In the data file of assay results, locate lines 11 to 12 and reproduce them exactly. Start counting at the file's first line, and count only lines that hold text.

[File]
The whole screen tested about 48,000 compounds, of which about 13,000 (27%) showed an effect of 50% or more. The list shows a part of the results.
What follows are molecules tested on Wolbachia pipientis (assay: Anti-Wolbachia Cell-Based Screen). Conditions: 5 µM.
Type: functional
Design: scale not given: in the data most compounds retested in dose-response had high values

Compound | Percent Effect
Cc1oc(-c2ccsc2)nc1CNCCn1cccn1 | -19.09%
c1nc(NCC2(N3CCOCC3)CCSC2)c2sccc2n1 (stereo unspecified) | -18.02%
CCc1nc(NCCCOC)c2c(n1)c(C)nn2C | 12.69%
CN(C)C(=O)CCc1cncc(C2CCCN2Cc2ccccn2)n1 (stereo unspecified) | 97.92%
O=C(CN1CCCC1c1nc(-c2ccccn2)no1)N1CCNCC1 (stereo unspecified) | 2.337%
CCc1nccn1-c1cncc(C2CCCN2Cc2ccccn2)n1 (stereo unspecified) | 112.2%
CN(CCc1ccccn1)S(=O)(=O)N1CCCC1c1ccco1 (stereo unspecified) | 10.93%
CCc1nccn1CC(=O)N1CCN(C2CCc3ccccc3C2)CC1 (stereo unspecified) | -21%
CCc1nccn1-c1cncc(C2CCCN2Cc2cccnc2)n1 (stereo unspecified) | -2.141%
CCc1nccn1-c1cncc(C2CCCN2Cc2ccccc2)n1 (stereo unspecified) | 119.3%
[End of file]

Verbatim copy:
CCc1nccn1-c1cncc(C2CCCN2Cc2ccccn2)n1 (stereo unspecified) | 112.2%
CN(CCc1ccccn1)S(=O)(=O)N1CCCC1c1ccco1 (stereo unspecified) | 10.93%